Four doctors suspended for recommending excessive marijuana

The Colorado constitution permits only six plants per medical patient, but includes language to allow for more if “medically necessary.”

CHLOE
The state only allows for six plants per patient. These doctors recommended 75 or more. (Kevin J. Beaty/Denverite)

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The state only allows for six plants per patient. These doctors recommended 75 or more. (Kevin J. Beaty/Denverite)

More than 1,500 medical marijuana patients left their doctors’ offices this year with recommendations for 75 or more marijuana plants — and state health officials aren’t too happy about it.

The Colorado Board of Medicine suspended the licenses of four doctors today, in Aurora, Denver, Durango and Colorado Springs, after allegations emerged that they had recommended excessive plants to many of their patients, the Denver Post reported.

The Colorado constitution permits only six plants per medical patient, but includes language to allow for more if “medically necessary.” None of those 1,500 patients had a cancer diagnosis, a condition the Medical Board has determined can warrant higher counts.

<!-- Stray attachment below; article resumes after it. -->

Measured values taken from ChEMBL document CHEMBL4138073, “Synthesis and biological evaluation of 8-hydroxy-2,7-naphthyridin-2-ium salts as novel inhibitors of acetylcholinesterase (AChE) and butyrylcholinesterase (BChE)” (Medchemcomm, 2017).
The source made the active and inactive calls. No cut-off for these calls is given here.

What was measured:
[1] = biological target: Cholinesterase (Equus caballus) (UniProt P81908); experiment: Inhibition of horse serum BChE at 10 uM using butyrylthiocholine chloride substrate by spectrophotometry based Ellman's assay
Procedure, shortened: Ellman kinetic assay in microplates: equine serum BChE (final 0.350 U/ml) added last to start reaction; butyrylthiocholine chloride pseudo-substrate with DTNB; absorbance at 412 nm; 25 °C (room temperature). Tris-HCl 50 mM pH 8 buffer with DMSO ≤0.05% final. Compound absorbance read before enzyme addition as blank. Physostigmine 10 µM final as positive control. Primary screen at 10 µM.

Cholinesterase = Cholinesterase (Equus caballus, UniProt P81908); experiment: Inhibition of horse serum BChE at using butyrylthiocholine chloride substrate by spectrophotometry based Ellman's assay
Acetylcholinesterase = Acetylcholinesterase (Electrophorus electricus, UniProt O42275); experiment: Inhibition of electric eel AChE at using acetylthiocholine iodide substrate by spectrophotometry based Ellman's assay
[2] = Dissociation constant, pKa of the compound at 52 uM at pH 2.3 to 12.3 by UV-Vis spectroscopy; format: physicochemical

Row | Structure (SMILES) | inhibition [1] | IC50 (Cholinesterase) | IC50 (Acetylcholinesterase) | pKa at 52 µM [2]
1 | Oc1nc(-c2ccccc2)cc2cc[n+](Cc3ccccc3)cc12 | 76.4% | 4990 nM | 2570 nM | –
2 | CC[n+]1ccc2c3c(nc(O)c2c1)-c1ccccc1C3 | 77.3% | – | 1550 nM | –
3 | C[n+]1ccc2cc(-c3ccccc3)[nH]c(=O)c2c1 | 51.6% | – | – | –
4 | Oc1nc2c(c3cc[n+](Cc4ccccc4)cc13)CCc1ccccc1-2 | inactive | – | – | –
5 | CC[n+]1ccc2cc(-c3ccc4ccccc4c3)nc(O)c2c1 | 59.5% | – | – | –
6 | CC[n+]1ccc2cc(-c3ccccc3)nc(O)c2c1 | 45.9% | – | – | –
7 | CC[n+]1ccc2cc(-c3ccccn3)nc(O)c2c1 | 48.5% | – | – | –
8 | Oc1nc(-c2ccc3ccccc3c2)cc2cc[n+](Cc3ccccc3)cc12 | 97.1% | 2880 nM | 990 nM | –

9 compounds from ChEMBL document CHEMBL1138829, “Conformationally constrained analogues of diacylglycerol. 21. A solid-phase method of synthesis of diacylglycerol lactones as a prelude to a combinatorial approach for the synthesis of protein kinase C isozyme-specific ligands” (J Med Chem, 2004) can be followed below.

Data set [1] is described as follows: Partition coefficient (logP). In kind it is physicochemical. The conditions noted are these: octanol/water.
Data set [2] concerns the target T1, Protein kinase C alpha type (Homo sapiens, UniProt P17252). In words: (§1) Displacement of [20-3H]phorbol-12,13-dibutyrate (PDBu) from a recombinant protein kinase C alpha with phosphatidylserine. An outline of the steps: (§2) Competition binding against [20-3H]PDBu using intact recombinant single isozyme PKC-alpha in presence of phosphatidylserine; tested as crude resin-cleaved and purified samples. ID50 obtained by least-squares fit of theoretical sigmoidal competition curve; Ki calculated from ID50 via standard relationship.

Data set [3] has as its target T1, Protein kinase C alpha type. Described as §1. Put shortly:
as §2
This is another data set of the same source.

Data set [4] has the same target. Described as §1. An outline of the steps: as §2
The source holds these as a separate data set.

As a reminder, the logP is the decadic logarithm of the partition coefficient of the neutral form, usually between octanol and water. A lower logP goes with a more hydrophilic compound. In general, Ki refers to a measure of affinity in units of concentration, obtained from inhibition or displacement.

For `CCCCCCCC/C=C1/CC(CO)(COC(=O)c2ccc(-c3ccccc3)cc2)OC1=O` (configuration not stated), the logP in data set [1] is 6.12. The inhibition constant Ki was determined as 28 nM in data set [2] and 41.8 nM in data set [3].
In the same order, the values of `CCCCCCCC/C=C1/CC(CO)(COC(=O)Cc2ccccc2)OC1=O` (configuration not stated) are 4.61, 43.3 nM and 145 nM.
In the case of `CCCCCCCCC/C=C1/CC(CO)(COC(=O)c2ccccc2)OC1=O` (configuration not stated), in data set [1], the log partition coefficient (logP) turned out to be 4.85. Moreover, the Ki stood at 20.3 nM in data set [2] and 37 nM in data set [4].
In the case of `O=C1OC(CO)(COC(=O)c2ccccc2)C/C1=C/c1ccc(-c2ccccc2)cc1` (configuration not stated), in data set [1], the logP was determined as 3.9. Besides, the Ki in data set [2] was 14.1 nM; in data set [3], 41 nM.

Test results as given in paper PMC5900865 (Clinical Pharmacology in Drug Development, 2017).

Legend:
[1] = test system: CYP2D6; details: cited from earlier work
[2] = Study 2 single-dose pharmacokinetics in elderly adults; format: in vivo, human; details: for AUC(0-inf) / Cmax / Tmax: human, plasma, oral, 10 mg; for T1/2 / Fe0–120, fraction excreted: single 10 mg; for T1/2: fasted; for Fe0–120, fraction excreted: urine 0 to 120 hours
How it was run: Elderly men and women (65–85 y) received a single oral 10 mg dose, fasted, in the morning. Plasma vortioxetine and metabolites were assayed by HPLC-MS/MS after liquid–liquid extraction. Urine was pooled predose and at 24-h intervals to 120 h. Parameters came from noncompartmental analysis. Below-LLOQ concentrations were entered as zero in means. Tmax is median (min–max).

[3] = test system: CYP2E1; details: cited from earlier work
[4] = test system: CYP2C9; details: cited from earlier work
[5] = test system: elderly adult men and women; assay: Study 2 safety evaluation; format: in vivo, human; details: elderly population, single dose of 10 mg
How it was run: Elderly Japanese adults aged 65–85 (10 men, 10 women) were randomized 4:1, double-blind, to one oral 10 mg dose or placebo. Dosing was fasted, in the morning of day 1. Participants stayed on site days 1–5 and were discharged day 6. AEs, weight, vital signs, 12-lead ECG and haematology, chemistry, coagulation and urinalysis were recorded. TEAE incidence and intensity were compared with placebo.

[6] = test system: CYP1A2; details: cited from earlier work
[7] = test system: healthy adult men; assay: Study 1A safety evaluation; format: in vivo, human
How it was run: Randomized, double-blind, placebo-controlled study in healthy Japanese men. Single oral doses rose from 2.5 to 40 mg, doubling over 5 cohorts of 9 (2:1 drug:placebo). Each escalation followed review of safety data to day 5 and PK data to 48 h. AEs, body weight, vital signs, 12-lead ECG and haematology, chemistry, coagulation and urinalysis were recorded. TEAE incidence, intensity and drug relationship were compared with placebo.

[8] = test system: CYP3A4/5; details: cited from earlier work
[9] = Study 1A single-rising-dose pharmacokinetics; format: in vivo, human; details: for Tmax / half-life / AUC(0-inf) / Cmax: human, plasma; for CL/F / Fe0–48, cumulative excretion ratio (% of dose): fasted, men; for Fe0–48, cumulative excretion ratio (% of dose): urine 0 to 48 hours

Officials began tracking marijuana plant-count recommendations in February 2012, after an audit called attention to high counts from specific doctors. Law enforcement officials worry high plant counts feed into the black market, though the 477 medical patients who currently hold recommendations of 75 or more plants makes up less than a half of a percent of total patients.

Disciplinary documents say the suspensions will be dropped only after the matter has been fully resolved.

Multimedia business & healthcare reporter Chloe Aiello can be reached via email at caiello@denverite.com or twitter.com/chlobo_ilo.

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